New Report: Green Infrastructure Projects Can Mitigate Flooding, Increase Resiliency in Underserved Communities
Posted by Spotlight on Poverty and Opportunity on November 2, 2021
A new report issued by a collective of Black-led community organizations in New Orleans shows how community-driven green infrastructure initiatives can help mitigate the effect of flooding on underserved neighborhoods. The report explains how aging city infrastructure is ineffective in pumping out all the water brought in by storms, leaving low-lying areas of the city where people of color and low income typically reside most vulnerable to flooding and structural damage. These localized flooding events cost both the city and impacted residents, and the report stresses that “every dollar invested in green infrastructure projects in New Orleans produces six times higher returns in economic, social and environmental benefits, with the potential for tens of millions of dollars in additional local benefits annually.” The analysis outlines strategies such as rain barrel systems, rain gardens, pervious pavement, and trees and retention features that have proven to be effective in combatting the flooding risk. The leaders of the organizations that published the analysis call for increased investment in solutions that improve the environmental resilience of Black neighborhoods.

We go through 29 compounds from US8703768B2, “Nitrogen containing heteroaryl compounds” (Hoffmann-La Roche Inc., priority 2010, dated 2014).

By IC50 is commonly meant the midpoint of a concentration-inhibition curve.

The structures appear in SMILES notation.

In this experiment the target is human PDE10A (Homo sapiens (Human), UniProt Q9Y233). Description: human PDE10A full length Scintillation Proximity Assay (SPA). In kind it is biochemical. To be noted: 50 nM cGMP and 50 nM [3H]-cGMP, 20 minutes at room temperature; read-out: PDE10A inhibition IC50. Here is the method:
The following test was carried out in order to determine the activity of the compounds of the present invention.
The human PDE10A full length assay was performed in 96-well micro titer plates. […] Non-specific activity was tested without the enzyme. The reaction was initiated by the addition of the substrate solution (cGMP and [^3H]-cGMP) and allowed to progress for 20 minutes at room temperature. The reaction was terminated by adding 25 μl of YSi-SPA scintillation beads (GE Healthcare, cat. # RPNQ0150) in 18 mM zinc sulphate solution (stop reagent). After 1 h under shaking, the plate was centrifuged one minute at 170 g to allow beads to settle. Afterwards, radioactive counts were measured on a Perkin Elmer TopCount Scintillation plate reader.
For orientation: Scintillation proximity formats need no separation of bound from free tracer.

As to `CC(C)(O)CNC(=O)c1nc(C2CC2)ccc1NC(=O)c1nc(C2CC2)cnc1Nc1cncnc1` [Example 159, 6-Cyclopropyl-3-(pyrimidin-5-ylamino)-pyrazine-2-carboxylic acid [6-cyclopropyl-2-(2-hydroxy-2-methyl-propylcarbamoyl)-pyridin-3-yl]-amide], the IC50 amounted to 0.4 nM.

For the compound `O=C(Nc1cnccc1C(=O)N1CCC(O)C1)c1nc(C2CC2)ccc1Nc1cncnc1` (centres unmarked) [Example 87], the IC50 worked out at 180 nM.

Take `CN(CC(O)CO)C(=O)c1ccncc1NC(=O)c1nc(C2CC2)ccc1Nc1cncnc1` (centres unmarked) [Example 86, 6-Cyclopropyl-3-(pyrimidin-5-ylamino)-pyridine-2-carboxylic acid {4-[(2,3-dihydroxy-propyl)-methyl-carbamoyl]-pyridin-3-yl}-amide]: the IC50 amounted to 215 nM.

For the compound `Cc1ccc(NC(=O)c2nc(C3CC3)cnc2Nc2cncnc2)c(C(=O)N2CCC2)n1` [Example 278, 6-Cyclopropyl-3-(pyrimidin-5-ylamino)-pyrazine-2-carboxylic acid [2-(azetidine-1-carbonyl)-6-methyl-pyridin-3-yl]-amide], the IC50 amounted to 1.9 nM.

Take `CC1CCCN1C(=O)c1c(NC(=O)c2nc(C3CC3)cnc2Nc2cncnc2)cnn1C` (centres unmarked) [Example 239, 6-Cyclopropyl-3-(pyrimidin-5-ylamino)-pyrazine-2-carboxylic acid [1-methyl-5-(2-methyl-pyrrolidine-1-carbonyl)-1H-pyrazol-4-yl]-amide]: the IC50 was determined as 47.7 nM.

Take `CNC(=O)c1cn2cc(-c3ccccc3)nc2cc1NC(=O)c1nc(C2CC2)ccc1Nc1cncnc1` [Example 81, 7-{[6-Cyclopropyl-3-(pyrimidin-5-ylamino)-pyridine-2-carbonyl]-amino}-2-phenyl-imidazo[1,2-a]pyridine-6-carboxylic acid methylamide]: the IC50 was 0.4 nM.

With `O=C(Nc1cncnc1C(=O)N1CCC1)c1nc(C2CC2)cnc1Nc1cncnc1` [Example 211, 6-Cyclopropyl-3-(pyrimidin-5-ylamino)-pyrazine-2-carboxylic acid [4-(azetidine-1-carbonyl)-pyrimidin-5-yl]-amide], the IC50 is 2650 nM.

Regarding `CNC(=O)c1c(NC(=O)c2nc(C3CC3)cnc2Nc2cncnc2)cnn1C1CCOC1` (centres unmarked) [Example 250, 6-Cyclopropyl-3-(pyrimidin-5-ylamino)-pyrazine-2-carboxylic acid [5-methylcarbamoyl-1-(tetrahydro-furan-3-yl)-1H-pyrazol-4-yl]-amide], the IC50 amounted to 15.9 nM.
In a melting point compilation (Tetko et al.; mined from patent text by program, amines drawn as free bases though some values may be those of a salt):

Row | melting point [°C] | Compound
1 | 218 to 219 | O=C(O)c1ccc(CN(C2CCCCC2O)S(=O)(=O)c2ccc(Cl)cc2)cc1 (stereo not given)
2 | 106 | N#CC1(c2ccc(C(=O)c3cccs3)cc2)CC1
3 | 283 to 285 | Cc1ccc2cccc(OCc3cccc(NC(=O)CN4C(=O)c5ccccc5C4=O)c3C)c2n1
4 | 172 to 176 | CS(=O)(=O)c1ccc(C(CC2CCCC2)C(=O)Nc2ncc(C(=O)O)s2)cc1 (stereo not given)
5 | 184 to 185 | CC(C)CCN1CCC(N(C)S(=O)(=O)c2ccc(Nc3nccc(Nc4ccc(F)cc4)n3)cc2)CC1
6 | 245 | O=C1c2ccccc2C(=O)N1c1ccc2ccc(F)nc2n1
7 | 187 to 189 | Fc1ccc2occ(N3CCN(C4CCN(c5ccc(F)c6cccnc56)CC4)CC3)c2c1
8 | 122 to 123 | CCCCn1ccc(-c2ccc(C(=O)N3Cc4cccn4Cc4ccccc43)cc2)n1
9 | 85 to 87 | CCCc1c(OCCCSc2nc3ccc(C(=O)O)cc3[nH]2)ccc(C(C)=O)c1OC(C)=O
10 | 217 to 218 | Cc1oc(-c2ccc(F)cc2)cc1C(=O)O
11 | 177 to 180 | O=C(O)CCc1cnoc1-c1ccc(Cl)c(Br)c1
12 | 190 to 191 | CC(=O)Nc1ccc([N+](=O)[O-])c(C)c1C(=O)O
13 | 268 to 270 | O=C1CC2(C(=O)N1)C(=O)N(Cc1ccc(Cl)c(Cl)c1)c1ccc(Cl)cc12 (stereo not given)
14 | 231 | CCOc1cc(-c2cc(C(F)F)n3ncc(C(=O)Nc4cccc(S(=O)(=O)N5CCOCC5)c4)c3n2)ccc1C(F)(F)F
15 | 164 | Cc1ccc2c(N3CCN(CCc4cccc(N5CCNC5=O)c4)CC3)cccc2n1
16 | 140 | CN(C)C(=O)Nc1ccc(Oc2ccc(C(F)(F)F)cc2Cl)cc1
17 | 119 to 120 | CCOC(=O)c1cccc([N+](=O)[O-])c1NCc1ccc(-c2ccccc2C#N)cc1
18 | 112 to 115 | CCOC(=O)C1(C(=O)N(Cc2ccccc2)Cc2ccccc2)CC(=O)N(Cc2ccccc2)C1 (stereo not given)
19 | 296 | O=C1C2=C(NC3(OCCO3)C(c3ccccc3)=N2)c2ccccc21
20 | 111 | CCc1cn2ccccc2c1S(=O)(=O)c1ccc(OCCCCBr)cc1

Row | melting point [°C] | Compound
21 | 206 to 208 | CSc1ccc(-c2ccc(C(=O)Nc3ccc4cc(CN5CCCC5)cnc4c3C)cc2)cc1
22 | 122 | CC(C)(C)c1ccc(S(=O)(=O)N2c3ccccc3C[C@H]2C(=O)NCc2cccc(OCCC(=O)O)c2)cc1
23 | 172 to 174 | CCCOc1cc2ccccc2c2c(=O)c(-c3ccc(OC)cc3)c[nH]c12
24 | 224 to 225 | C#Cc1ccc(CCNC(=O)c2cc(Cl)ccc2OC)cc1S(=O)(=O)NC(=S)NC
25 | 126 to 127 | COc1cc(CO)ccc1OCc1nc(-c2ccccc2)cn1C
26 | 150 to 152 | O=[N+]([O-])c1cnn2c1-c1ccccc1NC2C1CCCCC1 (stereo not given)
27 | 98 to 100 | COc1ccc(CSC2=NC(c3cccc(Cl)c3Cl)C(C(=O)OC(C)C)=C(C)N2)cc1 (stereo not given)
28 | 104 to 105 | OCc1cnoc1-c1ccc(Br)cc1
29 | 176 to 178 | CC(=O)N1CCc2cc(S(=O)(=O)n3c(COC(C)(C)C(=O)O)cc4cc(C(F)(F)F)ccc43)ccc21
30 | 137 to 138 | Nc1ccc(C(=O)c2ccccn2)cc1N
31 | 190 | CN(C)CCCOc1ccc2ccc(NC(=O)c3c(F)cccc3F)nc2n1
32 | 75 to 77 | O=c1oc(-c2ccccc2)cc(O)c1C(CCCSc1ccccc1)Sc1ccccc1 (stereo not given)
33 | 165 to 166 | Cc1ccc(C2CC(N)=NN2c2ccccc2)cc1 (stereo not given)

More in "New Resources"
- OnTrack to Post-Secondary Education Workshops
- A Little Known HUD Program Could Help Lift Renters Out of Poverty
- Field Center for Children’s Policy, Practice & Research Has Launched Their New Website
Stay Current in Philly's Higher Education and Nonprofit Sector
We compile a weekly email with local events, resources, national conferences, calls for proposals, grant, volunteer and job opportunities in the higher education and nonprofit sectors.